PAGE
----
The government team in charge of negotiating the relaunch of financial cooperation with the IMF should fly to Washington. It will include the Governor of the BCT Marouane El Abassi, the Super-Minister of Finance and International Cooperation, and Advisor to the Prime Minister Abdessalem Abbassi.
A senior IMF official had told Reuters on April 7 “Tunisia has not yet asked for a new financing program from the International Monetary Fund (IMF). PM’s Adviser Abbassi replied, telling Africanmanager, “we have the letter of request, since last week, to initiate negotiations with the IMF.
When we ask him on which basis the Tunisian government intends to negotiate the resumption of financial assistance. And if this would be based on the points raised in the last report of the IMF, Abdessalem Abbassi still indicates that “we have prepared a draft program that will be presented in Washington. It includes the axes of reform that the government intends to undertake.
– This time, it is our own program
Mechichi’s advisor added, however, “this time, it is our own program that we intend to present to the IMF board, and not this donor which has asked for specific points to undertake. We have our vision of what needs to be done. That vision is certainly, in many respects, in line with that of the IMF and its recommendations,” as described in the closing document of the Article IV consultation. We will come back to that reform program in more detail, but its philosophy seems to be based on the idea of reviving growth, one that could be the miracle cure for all the bad ratios that scare donors, such as the wage bill or the debt.
It seems, therefore, that the Mechichi’s government, which is well aware of the political risks of a direct alignment with IMF requirements that are not always positively interpreted by its social partners, has found a way to please everyone. This is while taking the initiative to concoct its own reform program that would give a positive signal to donors and reassure its main socio-economic partner that is the UGTT.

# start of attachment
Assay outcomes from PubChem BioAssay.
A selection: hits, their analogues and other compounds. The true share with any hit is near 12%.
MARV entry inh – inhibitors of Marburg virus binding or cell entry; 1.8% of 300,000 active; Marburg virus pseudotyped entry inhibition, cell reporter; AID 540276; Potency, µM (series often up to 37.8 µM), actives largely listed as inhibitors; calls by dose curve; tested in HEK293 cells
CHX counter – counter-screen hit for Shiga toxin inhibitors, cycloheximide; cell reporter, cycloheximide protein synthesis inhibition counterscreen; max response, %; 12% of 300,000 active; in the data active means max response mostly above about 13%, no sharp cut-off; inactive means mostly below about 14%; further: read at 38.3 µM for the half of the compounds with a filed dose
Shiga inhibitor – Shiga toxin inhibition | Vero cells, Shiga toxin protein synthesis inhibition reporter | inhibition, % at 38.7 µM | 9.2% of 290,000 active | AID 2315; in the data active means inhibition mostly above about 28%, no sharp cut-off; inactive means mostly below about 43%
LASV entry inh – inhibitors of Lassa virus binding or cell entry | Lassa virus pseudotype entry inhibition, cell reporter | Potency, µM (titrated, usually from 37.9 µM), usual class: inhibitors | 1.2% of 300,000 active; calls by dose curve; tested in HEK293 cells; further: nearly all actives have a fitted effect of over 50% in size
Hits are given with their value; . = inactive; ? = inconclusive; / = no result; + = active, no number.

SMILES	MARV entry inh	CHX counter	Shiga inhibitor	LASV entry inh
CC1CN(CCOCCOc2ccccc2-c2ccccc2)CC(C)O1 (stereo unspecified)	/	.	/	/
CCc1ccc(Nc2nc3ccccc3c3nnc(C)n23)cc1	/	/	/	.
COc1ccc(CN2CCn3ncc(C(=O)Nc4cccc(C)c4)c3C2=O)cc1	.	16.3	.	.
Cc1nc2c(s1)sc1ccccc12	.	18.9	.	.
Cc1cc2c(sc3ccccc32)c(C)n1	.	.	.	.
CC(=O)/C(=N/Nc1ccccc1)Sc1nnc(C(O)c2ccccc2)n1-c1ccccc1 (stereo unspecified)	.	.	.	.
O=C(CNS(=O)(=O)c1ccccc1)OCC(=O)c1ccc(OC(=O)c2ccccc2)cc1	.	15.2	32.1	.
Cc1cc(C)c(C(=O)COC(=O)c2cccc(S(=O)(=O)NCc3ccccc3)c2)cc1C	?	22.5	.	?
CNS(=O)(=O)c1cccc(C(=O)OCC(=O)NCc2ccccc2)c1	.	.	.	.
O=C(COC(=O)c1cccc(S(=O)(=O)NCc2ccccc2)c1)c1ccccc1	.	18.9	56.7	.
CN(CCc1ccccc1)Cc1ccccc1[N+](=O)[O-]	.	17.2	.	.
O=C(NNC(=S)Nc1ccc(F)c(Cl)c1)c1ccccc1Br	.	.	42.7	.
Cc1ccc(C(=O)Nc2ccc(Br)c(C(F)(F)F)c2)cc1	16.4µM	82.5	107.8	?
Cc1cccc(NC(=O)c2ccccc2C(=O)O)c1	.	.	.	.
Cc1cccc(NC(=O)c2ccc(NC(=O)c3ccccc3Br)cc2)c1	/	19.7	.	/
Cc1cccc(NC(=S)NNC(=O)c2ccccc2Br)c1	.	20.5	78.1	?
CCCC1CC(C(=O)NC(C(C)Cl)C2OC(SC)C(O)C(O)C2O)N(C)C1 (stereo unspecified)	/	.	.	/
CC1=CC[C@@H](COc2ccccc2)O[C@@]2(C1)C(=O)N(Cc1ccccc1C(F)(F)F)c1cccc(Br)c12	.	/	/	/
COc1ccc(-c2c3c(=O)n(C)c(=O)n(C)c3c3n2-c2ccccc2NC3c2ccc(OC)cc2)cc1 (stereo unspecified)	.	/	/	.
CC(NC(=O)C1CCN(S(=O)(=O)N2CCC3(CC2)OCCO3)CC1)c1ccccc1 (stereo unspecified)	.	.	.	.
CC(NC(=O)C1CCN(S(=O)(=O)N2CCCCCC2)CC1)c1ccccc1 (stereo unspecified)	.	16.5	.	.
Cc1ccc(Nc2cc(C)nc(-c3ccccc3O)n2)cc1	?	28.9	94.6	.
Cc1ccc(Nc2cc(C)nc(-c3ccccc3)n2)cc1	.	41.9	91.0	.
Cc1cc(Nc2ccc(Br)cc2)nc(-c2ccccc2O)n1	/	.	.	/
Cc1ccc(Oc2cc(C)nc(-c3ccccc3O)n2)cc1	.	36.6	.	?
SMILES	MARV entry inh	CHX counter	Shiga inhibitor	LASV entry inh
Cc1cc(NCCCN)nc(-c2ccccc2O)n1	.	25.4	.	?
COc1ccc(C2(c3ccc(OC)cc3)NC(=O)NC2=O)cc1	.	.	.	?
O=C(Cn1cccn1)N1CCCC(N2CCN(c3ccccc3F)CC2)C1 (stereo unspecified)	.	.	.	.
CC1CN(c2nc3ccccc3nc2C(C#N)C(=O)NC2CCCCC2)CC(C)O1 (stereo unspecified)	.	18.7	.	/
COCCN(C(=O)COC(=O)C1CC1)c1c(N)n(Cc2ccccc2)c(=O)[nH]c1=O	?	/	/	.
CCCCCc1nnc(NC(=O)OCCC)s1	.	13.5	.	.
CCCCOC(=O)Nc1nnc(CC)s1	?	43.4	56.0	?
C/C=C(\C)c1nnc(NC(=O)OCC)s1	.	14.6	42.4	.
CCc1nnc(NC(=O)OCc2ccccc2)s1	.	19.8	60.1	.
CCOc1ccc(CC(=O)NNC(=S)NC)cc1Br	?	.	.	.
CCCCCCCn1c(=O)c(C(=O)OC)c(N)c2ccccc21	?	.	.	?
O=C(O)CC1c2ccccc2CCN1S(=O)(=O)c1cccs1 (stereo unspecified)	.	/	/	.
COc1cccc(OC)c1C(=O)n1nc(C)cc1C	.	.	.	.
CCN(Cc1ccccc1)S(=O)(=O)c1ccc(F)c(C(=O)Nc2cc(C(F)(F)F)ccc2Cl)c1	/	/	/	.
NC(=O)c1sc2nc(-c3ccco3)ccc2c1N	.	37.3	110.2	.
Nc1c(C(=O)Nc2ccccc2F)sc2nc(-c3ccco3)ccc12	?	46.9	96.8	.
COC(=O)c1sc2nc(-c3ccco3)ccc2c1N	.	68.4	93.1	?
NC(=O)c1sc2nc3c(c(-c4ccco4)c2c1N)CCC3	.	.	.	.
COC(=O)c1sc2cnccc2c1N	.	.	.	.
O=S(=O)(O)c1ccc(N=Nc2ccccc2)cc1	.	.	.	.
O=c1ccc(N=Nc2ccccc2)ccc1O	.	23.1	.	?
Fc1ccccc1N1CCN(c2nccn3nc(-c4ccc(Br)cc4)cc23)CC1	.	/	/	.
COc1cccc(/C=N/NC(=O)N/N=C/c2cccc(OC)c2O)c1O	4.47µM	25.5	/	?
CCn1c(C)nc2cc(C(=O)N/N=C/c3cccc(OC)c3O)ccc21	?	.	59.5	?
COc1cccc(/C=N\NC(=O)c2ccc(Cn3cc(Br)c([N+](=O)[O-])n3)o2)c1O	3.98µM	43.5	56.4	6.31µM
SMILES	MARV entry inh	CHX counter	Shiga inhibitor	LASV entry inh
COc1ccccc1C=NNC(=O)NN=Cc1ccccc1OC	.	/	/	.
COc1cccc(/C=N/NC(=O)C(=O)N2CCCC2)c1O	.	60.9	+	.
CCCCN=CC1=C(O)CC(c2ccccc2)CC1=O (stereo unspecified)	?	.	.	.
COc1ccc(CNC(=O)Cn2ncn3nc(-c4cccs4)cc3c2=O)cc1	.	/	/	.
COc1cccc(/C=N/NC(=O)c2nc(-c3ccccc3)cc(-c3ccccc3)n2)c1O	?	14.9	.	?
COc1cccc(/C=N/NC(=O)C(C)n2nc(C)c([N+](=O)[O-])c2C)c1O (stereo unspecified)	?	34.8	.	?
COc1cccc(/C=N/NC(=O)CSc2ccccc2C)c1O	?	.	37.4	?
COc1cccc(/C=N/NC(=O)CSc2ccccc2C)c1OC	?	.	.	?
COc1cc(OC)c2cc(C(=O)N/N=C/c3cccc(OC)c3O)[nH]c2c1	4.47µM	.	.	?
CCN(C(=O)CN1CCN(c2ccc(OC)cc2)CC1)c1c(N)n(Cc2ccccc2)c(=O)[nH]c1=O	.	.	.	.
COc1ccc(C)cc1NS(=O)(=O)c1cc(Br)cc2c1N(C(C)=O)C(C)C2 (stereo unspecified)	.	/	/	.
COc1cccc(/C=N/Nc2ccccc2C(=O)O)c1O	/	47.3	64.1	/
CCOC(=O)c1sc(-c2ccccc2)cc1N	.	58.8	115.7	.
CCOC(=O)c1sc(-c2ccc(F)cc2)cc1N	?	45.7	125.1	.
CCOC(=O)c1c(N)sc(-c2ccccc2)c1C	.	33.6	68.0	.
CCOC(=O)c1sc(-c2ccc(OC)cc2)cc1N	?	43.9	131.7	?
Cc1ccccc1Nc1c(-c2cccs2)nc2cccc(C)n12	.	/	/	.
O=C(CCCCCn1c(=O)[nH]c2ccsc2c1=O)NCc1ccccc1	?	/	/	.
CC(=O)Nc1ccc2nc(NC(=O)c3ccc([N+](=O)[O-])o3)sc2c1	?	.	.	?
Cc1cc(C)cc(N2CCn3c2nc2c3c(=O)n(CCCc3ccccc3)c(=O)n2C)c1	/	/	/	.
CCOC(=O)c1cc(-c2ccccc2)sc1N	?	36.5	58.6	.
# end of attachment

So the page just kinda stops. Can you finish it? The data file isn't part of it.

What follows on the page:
Hichem Mechichi and his team of negotiators, who will not have the luxury of returning empty-handed from Washington, are therefore taking over the economic and financial reforms. They seem to be operating in a different way from the IMF, which is attached to painful recipes, whose economic impact could have serious consequences.
– A return to negotiations not without risk, but optimism remains
The resumption of negotiations between Tunisia and the IMF coincides with the release by the IMF of the latest figures of its “World Economic Outlook” for April 2021. And the figures for Tunisia do not seem to be of much help to the team of negotiators, even if they suggest a beginning of recovery.
According to the IMF, Tunisia had ended 2020 with an 8% recession. This growth is expected to return to positive territory, with GDP at +3.8% for 2021, and +2.4%. But also a current account deficit of -9.5% for the current year and -9.4% for 2022.
Abdessalem Abbassi remains optimistic, however, about a positive conclusion of negotiations with the IMF. These negotiations will allow Tunisia to raise financial resources in foreign currency, generally estimated at the equivalent of TND 13 billion. Hichem Mechichi’s Adviser explains this optimism by “the ambitious program that we will defend. That program is not only of the government, but also enjoys consensus from the socio-economic partners, because set up in consultation with them.